How Does A Wood Stove Work?
When you start a fire in your wood stove and the temperatures rise, heat is radiated through the top and side walls of the stove. The immediate area is provided with warmth and other parts of the home can enjoy this heat via natural air flow and electric or convection powered fans. Some wood stoves have a convection chamber which draws in cool air, warms it, and then circulates the heated air through the room.
Many homes still rely on heat from traditional wood stoves, and these styles operate differently than certified stoves.
TRADITIONAL WOOD STOVES
Stoves that were manufactured before 1990 are considered “traditional.” A fire is started using wood and kindling, and once the stove heats up, intake vents pull in fresh air to fuel the flames. Large amounts of energy are consumed during this time as moisture burns off the wood in the firebox. The moisture evaporates and exits the stove, along with gases containing tar, charcoal, carbon, and other toxic components released from the burning wood. At 600 degrees F, the gases begin to burn inside the firebox, rather than escape via the chimney. While this process does generate some heat, it isn't until the stove reaches 1000 degrees F that the wood begins to give off a generous amount of warmth.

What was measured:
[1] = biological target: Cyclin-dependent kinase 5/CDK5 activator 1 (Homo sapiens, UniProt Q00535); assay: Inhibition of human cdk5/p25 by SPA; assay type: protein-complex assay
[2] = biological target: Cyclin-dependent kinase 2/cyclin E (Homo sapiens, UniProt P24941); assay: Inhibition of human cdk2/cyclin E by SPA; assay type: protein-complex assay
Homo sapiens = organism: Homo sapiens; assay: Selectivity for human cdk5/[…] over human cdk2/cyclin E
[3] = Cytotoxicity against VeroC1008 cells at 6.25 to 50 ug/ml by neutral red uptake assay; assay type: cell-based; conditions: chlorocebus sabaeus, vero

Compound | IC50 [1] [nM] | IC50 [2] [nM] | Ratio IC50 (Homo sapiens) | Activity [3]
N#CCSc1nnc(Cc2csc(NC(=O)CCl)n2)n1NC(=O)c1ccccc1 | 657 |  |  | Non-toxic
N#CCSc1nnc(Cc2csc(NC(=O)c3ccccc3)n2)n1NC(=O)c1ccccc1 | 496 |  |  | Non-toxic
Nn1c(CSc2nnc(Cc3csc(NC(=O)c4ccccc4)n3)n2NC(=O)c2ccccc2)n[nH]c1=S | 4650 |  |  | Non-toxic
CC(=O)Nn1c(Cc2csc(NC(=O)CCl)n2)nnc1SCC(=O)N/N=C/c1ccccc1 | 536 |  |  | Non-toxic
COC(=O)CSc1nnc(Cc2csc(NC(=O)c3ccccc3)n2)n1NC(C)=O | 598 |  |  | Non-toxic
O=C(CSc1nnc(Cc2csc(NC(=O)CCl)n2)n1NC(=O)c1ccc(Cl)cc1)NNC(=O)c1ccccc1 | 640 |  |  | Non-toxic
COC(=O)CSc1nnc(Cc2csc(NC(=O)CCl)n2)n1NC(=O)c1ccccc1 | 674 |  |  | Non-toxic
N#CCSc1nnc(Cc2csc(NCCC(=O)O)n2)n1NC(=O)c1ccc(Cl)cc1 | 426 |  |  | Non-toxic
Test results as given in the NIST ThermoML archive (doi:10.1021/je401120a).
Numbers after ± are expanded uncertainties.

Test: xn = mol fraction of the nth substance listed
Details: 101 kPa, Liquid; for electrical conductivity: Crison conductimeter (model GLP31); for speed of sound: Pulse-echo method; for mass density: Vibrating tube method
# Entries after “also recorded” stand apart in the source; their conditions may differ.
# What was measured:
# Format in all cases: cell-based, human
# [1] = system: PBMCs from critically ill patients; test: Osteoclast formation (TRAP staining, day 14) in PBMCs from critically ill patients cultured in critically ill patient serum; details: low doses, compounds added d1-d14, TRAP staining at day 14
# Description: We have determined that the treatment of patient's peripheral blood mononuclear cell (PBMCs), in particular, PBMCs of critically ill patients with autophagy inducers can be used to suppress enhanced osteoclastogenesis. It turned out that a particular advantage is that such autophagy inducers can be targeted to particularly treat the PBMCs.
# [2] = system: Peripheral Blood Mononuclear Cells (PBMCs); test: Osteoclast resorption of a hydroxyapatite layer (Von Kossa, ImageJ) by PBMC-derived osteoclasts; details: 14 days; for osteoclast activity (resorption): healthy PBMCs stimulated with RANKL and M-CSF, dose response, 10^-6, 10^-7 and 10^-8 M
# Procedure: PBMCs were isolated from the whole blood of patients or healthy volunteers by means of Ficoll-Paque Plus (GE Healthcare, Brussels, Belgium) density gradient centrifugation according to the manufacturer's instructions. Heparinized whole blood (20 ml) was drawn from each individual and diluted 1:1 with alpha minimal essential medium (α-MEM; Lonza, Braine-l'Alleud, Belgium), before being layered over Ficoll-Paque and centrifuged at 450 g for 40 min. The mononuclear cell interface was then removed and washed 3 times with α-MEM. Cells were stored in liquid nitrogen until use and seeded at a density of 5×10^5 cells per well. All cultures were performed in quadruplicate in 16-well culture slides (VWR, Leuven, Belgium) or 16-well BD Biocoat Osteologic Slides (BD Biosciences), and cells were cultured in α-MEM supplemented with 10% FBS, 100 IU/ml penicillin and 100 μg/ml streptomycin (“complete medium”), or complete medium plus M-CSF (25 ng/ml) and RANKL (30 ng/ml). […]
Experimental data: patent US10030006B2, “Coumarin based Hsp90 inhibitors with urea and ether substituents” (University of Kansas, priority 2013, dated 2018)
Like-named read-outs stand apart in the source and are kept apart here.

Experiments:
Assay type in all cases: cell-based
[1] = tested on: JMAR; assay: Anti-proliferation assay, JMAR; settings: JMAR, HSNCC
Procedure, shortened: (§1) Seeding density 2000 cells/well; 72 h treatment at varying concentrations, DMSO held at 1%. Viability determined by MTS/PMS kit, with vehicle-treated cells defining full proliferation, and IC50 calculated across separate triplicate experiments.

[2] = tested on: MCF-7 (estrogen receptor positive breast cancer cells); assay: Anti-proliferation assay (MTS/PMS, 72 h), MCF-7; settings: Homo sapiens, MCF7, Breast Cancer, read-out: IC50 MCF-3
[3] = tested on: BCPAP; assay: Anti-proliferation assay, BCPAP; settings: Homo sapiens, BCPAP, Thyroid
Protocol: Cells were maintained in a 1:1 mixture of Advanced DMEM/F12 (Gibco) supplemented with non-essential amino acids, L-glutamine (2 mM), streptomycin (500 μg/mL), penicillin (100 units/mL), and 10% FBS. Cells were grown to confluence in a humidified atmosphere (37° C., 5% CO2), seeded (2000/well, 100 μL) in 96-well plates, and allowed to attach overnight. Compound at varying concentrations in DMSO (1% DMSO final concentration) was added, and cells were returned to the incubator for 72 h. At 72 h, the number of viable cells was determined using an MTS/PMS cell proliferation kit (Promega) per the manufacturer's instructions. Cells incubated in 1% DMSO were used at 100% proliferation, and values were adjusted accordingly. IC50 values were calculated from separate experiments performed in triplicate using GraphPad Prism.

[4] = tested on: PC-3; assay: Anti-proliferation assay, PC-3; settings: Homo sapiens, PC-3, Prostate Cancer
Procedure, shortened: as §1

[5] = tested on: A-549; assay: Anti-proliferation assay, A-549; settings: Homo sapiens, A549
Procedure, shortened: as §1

CERTIFIED WOOD STOVES
Stoves that were manufactured after 1990 have been certified by the EPA (Environmental Protection Agency). Certified wood stoves have advantages over their traditional counterparts:
- more efficient operation
- less pollution
- less fuel required to generate heat
Certified stoves depend on the help from a catalytic combustor to improve their efficiency. This consists of an additional air intake that brings oxygen to the hottest part of the firebox. The harmful gases that are produced from the burning wood are incinerated before they can escape up the chimney. Additionally, as smoke exits the firebox, the catalytic combustor forces these gases to burn at a lower temperature. These two innovative measures help to transform what would be pollution into beneficial heat.
Wood stoves are connected to stove pipes and ventilated either through a flue and chimney, or directly through a wall (direct vent).
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